Haunted: 11 Tales of Ghostly Horror
Edited by Monica Valentinelli
Drive Through Fiction
142 pages, October 2011
Review by Darkeva
Table of Contents
- Introduction by Jaeson K. Jrakman, Ghost Hunter
- What’s the Frequency, Francis? by Alex Bledsoe
- Immaterial Witness by Jess Hartley
- Useless Creek by Jason Sizemore
- A Quiet House in the Country by Bill Bodden
- Ghost Catcher by Georgia Beaverson
- We Need Johnny by Chuck Wendig
- After Life by Nancy O. Greene
- It Happened in the Woods at Night by Jason L. Blair
- The Man Who Built Haunted Houses by Richard Dansky
- Missing Molly by Alana Joli Abbott
- The Angry Stick by Preston P. DuBose
- Editor’s Afterword by Monica Valentinelli
Ghost hunting isn’t something that most people think of as a career, but there are people out there who solicit these types of services legitimately. They’re not just the stuff of horror fiction and films any longer, as attested by ghost hunter Jaeson K. Jrakman in his introduction. Daniel Defoe even wrote a book on the subject called The Secrets of the Invisible World Disclos’d in 1735. Still, whether the stories are true or made up, they make for great entertainment, and Haunted: 11 Tales of Ghostly Horror is no exception.
In “What’s the Frequency?” by Alex Bledsoe, a TV reporter who works for a show called Ghost Chasers is asking a museum assistant curator to explain what a particular device he’s researching does. Sir Francis Colby’s diaries hold the answer, and the narrative goes into a “story within a story” structure that reveals the origins of the device. Dr Pugh (who used to be sane but has since gone the way of Dracula’s Renfield) invented it to communicate with his dead wife, but other spirits try to take advantage of this for their own purposes. It’s a great story with a few twists and turns with a philosophical ending.
“Immaterial Witness” by Jess Hartley concerns Jackson Mane, who hosts a program called Revenant in Bisbee, Arizona, which some people consider the most haunted town in the Southwestern US. He has invited a ghost tour guide who can see ghosts, Liz, to see his ghost-o-meter, but its sole aim is not to detect ghosts. I liked seeing a story with a helpful ghost instead of just the vengeful kind (both of which are represented here).
“Ulysses Creek” by Jason Sizemore is about a professor who encounters a dishevelled low-life of a guy who knows everything about his past, including about his deceased wife. It was refreshing to see a professor who didn’t fit the conventional ‘stiff upper lip’ stereotype, and this tale had a cool ending.
“A Quiet House in the Country” by Bill Bodden is about a group of ghost hunters who go into a haunted house and think there may be a poltergeist at play, and there is indeed a creature causing harm to the team, while “Ghost Catcher” by Georgia Beaverson was probably my favourite tale among the bunch. In it, a ten year-old kid, Alex, has a sixth sense, but he’s a lot more comical about it. His mother advertises on craigslist, and he’s pretty professional about how he accepts jobs. He uses his best judgment in most cases, and in this story, decides to help a nineteen year-old guy who thinks he’s being haunted, and he is, but there’s an interesting reason behind it.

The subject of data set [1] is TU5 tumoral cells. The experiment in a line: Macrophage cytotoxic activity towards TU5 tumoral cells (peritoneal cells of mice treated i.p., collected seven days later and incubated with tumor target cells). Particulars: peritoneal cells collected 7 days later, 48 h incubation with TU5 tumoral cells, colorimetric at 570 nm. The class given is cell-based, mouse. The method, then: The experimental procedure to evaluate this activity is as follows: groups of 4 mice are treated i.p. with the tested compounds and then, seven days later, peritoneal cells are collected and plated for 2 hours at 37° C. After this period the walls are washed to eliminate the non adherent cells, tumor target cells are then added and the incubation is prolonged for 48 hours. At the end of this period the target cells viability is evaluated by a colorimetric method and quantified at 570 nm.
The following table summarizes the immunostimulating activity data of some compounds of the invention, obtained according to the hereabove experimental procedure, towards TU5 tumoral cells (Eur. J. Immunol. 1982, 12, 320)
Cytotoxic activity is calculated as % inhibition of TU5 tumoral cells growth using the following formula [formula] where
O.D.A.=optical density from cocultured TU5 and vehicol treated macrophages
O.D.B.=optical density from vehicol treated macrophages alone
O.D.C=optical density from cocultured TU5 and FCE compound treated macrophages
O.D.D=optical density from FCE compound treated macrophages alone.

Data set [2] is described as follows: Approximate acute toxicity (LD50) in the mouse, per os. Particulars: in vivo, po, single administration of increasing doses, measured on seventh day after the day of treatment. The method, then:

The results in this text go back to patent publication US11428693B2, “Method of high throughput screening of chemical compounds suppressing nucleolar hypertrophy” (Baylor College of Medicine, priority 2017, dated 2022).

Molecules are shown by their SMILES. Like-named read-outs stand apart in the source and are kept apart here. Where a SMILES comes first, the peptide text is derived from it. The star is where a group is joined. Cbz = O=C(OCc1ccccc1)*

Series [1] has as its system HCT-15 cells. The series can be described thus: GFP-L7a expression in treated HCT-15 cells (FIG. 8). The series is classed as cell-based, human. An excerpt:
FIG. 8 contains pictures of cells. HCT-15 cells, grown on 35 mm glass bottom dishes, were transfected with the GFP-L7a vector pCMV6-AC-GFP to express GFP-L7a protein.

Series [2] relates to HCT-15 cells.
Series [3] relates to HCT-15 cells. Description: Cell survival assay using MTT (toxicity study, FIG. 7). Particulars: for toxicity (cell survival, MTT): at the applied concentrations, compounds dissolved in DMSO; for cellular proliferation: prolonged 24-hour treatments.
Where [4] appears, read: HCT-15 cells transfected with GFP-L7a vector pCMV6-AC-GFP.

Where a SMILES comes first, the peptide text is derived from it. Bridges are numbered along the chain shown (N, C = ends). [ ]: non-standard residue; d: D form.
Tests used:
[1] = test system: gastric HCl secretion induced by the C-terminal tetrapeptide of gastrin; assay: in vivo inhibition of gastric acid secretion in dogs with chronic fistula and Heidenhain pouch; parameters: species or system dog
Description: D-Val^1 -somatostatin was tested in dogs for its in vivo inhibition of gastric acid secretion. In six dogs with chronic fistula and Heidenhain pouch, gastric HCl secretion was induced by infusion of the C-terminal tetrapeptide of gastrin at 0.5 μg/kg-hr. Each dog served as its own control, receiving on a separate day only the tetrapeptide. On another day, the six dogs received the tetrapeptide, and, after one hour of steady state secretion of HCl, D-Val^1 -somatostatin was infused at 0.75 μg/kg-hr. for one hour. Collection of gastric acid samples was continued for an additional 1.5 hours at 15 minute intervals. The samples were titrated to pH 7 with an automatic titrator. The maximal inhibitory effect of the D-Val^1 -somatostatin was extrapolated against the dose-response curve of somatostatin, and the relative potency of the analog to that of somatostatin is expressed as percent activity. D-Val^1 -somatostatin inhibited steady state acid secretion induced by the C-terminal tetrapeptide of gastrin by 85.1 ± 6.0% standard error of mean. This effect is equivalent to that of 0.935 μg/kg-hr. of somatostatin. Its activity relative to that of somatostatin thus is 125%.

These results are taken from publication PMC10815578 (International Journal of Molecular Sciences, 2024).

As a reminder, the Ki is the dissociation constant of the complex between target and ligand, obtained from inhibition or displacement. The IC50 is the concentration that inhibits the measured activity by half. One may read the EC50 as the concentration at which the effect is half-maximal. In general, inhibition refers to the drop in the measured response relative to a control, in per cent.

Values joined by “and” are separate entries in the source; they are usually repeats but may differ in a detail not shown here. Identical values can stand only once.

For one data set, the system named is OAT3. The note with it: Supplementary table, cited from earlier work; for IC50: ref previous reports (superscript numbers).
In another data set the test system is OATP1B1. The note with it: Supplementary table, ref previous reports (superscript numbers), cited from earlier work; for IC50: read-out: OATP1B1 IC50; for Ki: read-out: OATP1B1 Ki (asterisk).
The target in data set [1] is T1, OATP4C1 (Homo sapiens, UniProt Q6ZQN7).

“We Need Johnny” by Chuck Wendig is about a guy named Johnny who, on a hunt with his teammates, got “marked” by a ghost. His teammates have a nefarious plan to find out what’s going on with the spirits on the other side, and it results in an impactful ending.
“Afterlife” by Nancy O. Greene is about a group of students on spring break who are making a documentary about the scariest haunted places in their backwoods neighborhood, specifically Old Day Man’s House, a house in which a murderous old man lived. The main character, Daniel, tries to convince his fellow documentary makers that no spirits will come for them and that they’re just superstitious. While I originally thought the story was just another case of the standard teen horror flick staple of “teenagers get more than they bargained for when messing with ghosts they shouldn’t trifle with,” I was pleasantly surprised to find clever storytelling, a good ending, and good characterization for the Old Day Ghost. I also enjoyed this tale a good deal.
“It Happened in the Woods at Night” by Jason Blair reveals how the devil buried Curtis Holling as a favor to the boy’s mother. Three boys murdered Curtis, and although vengeance is laid, the devil has some interesting plans for Curtis’ soul, which results in an interesting ending and another cool depiction of the devil despite his brief appearance.
“The Man Who Built Haunted Houses” by Richard Dansky marks the second appearance of the Devil in the anthology, and concerns a man, Eli, who works for the man in the red suit. He meets another guy, Jack Broadman, who becomes interested in the fact that Eli builds haunted houses and does it to protect ghosts so they have a place to stay.
“Missing Molly” by Alana Joli Abbot is all about Wes, a former soldier looking for a roommate, which he finds in Angie, a secretive science/military type who invites him into her ghost hunting work for a case. One works like Sherlock Holmes, the other like Watson, and they discover that ectoplasm is the remains from when a ghost tries to cross over, kind of a cool concept.
“The Angry Stick” by Preston P. Dubose is also another of my favourites, this one about a guy, Adam, who goes to a bar called the Angry Stick. We soon learn that he has come here to warn another ghost hunter he knows from forums about her workplace, which is haunted. But he comes with his own baggage in the form of the ghost of his ex-girlfriend, who communicates to him beyond the grave, and is as jealous and paranoid as ever. Although I saw the lead-up to the climax coming, it still delivered a satisfying tale.
Overall, if you’re a real ghost fan or like the shows Supernatural or Ghost Whisperer, you’ll likely enjoy Haunted: 11 Tales of Ghostly Horror